The changes that 2023 brought
At the end of 2023, I’d like to take a moment to reflect on what changed and what I learned in 2023, and set an intention for 2024. I’m writing this in a temporary location, so I may not be able to add a voiceover in time.
What changed in 2023?
For the last ten years, I served on many state, county, and local boards and committees on water-related issues from drinking water to salmon and Puget Sound recovery. Over the years, I found myself increasingly at odds with some of the regulatory and policy frameworks these committees were working under.
Ecosystem and salmon recovery programs were built on the exclusionary wilderness myth and didn’t address the harms of animal agriculture at souce. Sea level rise adaptation projects protected private property but excluded the natural world and the public.
The Safe Drinking Water Act excludes small water systems and one- and two-party wells, while local planning policies encourage creating more of them. Some who should know better still believe that private control, or even ownership, of a common pool resource such as drinking water can be something other than a really, really bad idea.
The Clean Water Act excludes protections for groundwater (and now wetlands too, thank you Supreme Court.) Toxics cleanup programs are failing to deal with slow-motion train wrecks like PFAS in drinking water. And, sorely needed environmental justice initiatives too often focus on urban issues to the exclusion of rural residents.
I needed the freedom to offer critiques of these frameworks.
Going to the forest
There was something else. In those roles, I’d been able to offer some leadership, to host spaces for conversation, but COVID accelerated a trend in which I’d found my role shifting. There were fewer live meetings, more Zoom. There were fewer group meetings and more one-on-one interactions, more listening, reading, and writing.
Two awards at the beginning of the year underscored for me that it was time to “go to the forest”, as Rose Marcario, former CEO of Patagonia, put it in this interview in Tricycle Magazine.
The idea is that during this stage of your life, you hand over your day-to-day responsibilities to the next generation and become an adviser and a teacher.
That just felt right. I slowly quit all my boards and committees, the last of them formally at the end of 2023, and started to write. I’m not giving up on water, drinking water, sea level rise, or ecosystem recovery. I’m just doing my part in a different way as a free agent.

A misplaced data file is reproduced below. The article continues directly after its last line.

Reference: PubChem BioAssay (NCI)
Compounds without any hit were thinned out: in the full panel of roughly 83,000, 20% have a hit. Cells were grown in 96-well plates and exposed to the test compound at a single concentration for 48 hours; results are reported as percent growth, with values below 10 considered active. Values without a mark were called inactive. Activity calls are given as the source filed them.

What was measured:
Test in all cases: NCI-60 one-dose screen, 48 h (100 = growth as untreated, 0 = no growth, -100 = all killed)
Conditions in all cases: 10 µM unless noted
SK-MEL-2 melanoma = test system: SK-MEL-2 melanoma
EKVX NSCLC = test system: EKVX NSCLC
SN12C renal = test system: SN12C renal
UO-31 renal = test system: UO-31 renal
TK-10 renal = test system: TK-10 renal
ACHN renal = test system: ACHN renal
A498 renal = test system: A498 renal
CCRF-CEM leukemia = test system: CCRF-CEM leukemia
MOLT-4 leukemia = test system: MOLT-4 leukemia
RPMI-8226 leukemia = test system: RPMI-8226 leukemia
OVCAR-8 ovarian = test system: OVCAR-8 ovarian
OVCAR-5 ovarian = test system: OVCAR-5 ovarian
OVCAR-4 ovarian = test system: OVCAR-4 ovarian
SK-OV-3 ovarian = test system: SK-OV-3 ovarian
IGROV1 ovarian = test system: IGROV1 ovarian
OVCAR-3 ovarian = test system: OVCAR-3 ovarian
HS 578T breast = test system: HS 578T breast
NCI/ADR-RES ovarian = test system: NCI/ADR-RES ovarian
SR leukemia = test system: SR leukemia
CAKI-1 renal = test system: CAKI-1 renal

What I learned in 2023
I was concerned whether I’d still be able to offer leadership this way; still host spaces for conversation.
My chosen area of focus in 2023 with my leadership community of practice was to “Notice and name (what’s happening now? In me/others/the environment?)” The community volunteered that I should expand it to “Notice and name and then write about it.” I try to notice, name, and write through the lens of water. If you noticed that a paragraph above contained the word “exclude” multiple times, well, I noticed it too. I’d noticed these things, but I hadn’t named them until I read a passage shared by a friend1. “You always gotta ask yourself, who is being excluded here?” Noticing, naming, and writing through the lens of water helps me see who is being excluded.
Intention for 2024
I intend to write more about all these issues in 2024; drinking water, sea level rise, and ecosystem issues for sure, but also community and travel, all through that water lens and always asking “who is being excluded here?” While the examples I use may be local, these issues of water insecurity and privatization, environmental destruction, climate change, and exclusion are global and universal.
The plan seems to be working. I have over 300 subscribers to my newsletter on Substack and another 70 on LinkedIn. People are engaging with my writing; emailing, calling, and asking me for advice or to give a talk. I’m here for all of that, and for all of you.
I’m keeping all my content free for now with nothing behind a paywall. I’m grateful to those who have opted anyway for paid subscriptions. The longer issue focused pieces take time to research, and those paid subscriptions do help with the costs.
I hope you’ll all stay with me in 2024. Happy New Year!
HOW TO SURVIVE THE APOCALYPSE FOR NATIVE GIRLS
KAI MINOSH PYLE
Whitehead, Joshua. Love after the End: An Anthology of Two-Spirit and Indigiqueer Speculative Fiction. Arsenal Pulp Press, 2020.